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Field Marshal Sir Douglas Haig's Military Boot Brushes, 1910
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Field Marshal Sir Douglas Haig's Military Boot Brushes, 1910

Measurements: Length: 21.5cm (8.4in)

£950

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A pair of rectangular form with horsehair bristles, the wooden backs impressed ‘Sir D. Haig’. Sold with a copy of Twenty-Five Years with Earl Haig, by Haig’s batman and valet Sergeant T. Secrett, M.M., London, 1929.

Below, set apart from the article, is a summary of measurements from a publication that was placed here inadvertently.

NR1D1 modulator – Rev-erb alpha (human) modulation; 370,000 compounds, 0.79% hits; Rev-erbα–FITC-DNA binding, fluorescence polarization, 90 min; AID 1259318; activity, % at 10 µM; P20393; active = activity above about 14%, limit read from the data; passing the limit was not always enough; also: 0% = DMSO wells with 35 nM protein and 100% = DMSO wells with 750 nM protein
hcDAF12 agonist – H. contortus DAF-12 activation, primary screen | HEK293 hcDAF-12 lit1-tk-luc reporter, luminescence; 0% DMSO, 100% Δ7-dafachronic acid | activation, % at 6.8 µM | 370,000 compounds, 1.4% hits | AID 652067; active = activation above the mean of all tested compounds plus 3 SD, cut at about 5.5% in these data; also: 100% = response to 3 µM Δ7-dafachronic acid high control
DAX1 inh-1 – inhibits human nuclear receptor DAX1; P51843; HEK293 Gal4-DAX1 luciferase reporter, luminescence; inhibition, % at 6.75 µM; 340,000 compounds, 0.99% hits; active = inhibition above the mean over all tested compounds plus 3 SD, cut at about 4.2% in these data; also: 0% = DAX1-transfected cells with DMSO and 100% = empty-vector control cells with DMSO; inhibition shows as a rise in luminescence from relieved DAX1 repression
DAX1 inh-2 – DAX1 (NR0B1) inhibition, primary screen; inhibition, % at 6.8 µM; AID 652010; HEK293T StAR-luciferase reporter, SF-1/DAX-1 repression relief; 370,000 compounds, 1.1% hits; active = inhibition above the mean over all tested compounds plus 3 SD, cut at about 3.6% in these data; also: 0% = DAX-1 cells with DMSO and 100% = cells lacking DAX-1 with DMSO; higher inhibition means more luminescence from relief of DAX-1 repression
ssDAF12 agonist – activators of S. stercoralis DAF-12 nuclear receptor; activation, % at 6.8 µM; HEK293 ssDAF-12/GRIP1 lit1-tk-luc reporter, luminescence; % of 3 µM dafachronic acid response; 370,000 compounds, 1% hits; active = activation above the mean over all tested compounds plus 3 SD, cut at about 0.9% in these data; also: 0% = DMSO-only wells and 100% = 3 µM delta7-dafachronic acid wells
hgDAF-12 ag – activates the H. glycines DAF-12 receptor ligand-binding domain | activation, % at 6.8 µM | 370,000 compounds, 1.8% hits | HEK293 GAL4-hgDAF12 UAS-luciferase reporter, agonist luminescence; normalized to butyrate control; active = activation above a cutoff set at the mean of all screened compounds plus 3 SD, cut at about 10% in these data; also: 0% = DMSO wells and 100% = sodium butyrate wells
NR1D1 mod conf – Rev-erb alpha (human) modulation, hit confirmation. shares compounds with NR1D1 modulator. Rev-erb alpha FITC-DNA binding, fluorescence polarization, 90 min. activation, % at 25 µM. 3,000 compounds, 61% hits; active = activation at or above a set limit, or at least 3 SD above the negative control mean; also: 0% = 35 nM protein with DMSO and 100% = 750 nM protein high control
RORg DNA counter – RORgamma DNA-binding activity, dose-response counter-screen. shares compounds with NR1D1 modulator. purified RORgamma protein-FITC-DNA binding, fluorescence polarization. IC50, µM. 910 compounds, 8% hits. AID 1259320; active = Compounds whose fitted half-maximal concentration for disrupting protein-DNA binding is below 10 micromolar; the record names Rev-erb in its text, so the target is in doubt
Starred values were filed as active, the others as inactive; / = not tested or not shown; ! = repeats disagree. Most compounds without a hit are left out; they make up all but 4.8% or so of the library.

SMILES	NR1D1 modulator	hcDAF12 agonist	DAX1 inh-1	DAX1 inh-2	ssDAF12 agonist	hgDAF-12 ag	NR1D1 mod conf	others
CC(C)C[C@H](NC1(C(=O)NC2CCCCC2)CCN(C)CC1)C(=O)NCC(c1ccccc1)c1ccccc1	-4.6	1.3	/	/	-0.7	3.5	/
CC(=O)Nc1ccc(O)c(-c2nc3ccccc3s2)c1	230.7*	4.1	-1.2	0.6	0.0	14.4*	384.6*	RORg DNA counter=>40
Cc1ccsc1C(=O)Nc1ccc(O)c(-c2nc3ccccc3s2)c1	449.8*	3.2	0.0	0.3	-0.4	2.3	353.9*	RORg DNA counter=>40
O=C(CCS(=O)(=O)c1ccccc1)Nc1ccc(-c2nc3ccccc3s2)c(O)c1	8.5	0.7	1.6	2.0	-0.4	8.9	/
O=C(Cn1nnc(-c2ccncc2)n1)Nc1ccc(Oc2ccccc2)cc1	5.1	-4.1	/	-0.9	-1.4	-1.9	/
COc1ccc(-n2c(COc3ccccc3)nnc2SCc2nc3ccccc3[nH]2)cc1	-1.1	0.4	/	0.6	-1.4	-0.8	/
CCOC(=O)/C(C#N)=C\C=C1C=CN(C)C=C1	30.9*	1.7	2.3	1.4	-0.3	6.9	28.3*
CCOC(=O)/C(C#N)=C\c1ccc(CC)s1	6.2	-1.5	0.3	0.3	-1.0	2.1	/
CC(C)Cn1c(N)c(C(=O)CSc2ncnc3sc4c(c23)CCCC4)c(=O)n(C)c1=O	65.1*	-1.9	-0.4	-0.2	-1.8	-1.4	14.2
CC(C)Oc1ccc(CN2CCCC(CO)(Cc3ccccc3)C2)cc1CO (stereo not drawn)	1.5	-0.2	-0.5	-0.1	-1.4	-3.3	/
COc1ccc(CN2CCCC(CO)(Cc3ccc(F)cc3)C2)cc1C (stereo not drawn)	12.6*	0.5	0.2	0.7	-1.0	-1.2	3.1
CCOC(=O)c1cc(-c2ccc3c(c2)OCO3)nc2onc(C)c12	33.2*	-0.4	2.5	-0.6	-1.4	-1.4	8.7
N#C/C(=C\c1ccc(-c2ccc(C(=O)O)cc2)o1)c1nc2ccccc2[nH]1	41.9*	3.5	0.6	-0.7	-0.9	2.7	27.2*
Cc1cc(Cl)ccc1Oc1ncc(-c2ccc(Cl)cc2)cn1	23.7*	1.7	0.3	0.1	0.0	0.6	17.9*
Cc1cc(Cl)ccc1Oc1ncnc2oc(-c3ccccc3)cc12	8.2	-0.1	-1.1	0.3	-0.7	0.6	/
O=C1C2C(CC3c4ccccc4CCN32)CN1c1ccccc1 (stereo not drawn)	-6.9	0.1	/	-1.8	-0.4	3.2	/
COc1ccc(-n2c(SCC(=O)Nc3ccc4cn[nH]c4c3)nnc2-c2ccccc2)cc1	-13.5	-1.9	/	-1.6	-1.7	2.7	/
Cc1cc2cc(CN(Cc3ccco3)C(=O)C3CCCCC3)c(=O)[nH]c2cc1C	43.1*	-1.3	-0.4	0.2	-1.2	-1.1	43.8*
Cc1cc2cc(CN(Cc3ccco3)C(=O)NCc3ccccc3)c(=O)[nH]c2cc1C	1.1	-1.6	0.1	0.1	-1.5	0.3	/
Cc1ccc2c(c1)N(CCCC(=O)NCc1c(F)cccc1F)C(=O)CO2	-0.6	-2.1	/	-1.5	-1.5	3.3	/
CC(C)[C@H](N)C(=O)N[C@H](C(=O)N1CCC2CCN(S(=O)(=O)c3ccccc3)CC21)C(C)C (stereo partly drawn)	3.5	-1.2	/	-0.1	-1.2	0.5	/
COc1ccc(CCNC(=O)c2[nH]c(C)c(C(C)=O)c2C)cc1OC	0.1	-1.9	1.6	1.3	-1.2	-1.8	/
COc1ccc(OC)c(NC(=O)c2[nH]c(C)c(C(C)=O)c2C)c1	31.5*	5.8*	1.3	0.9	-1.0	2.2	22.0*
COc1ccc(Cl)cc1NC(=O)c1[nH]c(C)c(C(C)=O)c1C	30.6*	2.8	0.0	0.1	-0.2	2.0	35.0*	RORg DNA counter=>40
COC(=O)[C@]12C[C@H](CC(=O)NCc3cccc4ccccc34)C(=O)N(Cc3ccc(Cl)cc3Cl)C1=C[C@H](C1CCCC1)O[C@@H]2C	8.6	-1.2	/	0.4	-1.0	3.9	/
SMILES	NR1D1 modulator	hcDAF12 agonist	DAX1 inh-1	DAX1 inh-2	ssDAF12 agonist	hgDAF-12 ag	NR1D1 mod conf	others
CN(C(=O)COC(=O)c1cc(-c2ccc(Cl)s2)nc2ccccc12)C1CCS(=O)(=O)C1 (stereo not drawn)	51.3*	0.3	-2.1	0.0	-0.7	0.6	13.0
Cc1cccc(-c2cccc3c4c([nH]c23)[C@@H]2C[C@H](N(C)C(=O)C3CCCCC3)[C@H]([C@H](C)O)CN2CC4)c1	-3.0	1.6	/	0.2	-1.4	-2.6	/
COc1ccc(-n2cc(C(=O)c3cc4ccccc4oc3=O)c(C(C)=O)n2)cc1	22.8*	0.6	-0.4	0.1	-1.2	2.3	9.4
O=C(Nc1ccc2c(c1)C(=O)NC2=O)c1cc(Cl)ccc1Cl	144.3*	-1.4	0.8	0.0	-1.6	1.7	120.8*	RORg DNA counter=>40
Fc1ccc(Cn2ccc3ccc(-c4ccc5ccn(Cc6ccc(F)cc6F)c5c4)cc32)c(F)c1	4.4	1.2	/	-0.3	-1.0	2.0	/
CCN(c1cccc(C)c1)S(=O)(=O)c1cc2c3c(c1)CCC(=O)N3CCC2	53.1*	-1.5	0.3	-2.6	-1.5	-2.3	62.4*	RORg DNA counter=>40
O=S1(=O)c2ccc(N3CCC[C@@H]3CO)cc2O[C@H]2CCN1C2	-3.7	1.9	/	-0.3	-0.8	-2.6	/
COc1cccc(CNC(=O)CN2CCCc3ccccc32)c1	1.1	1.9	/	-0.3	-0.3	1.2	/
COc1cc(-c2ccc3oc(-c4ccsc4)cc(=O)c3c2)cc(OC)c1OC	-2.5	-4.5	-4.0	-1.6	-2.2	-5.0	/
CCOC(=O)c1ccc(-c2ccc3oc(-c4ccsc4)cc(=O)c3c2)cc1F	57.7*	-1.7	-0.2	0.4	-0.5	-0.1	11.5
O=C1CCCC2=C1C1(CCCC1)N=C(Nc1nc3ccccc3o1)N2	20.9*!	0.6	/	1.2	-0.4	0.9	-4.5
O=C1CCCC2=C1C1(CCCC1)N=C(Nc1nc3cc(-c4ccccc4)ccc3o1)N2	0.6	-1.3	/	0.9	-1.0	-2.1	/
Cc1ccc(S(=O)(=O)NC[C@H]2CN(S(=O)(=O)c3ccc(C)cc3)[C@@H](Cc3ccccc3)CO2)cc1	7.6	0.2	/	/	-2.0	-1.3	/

Sir Douglas (later, 1st Earl) Haig (of Bemersyde) (1861-1928), Commander-in-Chief of British forces on the Western Front during the First World War and practitioner of war by attrition, was a stickler for smart turnout under every circumstance. Such was confirmed by Thomas Secrett, his batman and valet of twenty-five years, who spent countless hours with the present brushes in hand. ‘Anything indecorous always offended Sir Douglas. In all emergencies he was neat and modest. Officer’s skipping about with scarcely any clothing on, at all, to take their morning tubs, always annoyed him’, confirmed Secrett in the memoir of his chief that he penned after reluctantly quitting the Field Marshal’s service in 1925. The cause of their split reveals Haig’s abhorrence of anything that disturbed his routine. Moreover it tells of an unyielding personality insensible to private lives of those around him. Sergeant Secrett’s departure was a result of his engagement to Lady Haig’s maid. The idea of Secrett being married was unthinkable to Haig, who insisted he could not do without him. With no solution to the impasse, Secrett was forced to leave Haig’s employ and was married that same year. The rift was exacerbated when Secrett cashed in by publishing his memoir. In retaliation Haig struck Secrett out of his will by removing a legacy of £52 per annum. Nevertheless when Earl Haig died in 1928 Secrett returned to the fold, and preceded  Haig’s charger in the funeral procession to Westminster Abbey. Thereafter he remained in service with the Haigs until the Second World War, when he joined the N.A.A.F.I.

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